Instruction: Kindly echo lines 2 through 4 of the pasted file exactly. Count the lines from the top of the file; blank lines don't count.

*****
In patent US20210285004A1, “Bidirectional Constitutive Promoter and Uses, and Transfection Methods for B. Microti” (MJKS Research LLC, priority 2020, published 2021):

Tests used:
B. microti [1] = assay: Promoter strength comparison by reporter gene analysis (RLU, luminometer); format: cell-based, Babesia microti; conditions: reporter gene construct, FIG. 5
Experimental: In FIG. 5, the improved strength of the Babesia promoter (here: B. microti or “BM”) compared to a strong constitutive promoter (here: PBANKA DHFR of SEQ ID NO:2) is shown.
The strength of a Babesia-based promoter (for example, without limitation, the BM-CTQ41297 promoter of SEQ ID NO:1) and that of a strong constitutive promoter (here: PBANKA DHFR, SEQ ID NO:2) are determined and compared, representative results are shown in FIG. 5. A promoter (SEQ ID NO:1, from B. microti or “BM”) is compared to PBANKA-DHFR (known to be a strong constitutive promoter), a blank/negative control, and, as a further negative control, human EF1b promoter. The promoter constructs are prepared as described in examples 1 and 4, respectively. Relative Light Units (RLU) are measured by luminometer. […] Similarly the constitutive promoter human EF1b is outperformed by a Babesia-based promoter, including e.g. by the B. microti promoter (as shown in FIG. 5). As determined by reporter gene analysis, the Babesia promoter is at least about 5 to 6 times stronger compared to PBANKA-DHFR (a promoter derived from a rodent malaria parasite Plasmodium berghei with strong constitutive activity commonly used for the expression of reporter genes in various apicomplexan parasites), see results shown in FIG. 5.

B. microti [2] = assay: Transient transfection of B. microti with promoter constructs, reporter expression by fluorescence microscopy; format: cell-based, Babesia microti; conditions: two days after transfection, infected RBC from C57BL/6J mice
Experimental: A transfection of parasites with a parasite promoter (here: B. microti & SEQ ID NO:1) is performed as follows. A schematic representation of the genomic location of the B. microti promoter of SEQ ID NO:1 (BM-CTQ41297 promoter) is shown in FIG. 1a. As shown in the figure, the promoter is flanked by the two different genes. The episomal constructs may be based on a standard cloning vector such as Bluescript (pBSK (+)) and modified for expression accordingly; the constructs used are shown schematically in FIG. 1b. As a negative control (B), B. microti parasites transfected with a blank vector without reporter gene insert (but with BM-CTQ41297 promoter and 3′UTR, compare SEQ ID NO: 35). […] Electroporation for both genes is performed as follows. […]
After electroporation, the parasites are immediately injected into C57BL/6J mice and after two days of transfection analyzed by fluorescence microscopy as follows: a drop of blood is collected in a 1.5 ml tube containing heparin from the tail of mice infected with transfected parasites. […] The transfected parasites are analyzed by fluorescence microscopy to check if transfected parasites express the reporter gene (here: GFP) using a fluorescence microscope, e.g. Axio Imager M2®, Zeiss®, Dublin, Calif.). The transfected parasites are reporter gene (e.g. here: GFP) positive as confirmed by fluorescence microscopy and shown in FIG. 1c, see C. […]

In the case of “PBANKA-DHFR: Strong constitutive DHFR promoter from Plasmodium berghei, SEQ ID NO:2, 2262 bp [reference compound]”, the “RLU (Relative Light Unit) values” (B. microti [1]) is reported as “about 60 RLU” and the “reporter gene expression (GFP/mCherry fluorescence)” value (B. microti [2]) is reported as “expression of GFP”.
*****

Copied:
Tests used:
B. microti [1] = assay: Promoter strength comparison by reporter gene analysis (RLU, luminometer); format: cell-based, Babesia microti; conditions: reporter gene construct, FIG. 5
Experimental: In FIG. 5, the improved strength of the Babesia promoter (here: B. microti or “BM”) compared to a strong constitutive promoter (here: PBANKA DHFR of SEQ ID NO:2) is shown.